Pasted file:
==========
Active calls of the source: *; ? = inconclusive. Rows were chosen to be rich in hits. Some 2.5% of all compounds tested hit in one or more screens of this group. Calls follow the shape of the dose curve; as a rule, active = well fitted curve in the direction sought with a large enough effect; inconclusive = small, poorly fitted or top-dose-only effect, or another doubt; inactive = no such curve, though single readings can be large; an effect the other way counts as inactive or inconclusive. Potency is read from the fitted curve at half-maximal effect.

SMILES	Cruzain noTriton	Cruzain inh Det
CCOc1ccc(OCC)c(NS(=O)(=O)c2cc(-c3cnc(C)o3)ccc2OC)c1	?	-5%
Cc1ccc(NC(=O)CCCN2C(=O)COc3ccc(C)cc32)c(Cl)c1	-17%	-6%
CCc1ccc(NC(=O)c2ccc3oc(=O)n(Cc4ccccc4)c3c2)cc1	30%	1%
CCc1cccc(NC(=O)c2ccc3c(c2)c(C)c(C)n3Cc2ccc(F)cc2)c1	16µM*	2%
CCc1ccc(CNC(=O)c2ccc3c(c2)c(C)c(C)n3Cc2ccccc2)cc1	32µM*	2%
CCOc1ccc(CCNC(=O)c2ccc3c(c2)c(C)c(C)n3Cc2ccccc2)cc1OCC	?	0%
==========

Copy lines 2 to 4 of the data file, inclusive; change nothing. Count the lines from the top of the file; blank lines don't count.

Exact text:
SMILES	Cruzain noTriton	Cruzain inh Det
CCOc1ccc(OCC)c(NS(=O)(=O)c2cc(-c3cnc(C)o3)ccc2OC)c1	?	-5%
Cc1ccc(NC(=O)CCCN2C(=O)COc3ccc(C)cc32)c(Cl)c1	-17%	-6%